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James Brown (#110 of 3)

Let’s Get It On The T.A.M.I. Show

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Let’s Get It On: The T.A.M.I. Show
Let’s Get It On: The T.A.M.I. Show

Long-admired concert film The T.A.M.I. Show finally comes to DVD next Tuesday, almost 50 years after its original release in the gloriously named but short-lived Electronovision screening format, and the ensuing half-century has loaded the movie with enough cultural weight to nearly overwhelm the legendary performances therein. One can’t avoid mentioning, for instance, that this harmonious and mutually admiring lineup of black and white musicians took place in October 1964, the exact midpoint between the Beatles’s Ed Sullivan appearances and the passage of the 1965 Civil Rights Act. And the influence of T.A.M.I. on future generations of musicians and concert filmmakers remains indelible, to the point where it’s hard to watch James Brown or Marvin Gaye—one absolutely on fire and the other almost boyishly bashful—and not see the precursors to Prince, Michael Jackson, or a hundred other subsequent R&B acts.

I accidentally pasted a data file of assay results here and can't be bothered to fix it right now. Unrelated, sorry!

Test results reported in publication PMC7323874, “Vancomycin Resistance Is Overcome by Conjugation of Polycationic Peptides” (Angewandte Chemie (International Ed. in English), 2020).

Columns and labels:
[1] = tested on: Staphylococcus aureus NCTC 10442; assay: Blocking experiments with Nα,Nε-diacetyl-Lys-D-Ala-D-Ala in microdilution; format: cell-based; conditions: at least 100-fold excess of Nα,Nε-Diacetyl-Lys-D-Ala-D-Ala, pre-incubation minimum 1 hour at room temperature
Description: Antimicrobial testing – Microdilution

These, like so many in T.A.M.I., are benchmark musical performances by now-confirmed geniuses from a time when they were simply pop stars, and famous primarily among teenagers at that. So perhaps the most eye-opening element of this film, decades after most of its performers have been enshrined and immortalized in the popular consciousness, is the way that director Steve Binder and a team of editors, cameramen, and choreographers manage to wrangle these artists into a document that’s expressly designed to avoid any semblance of reverence or calm appraisal. For all its music, T.A.M.I. is perhaps most effective and striking as an example of pure, craven audience exploitation.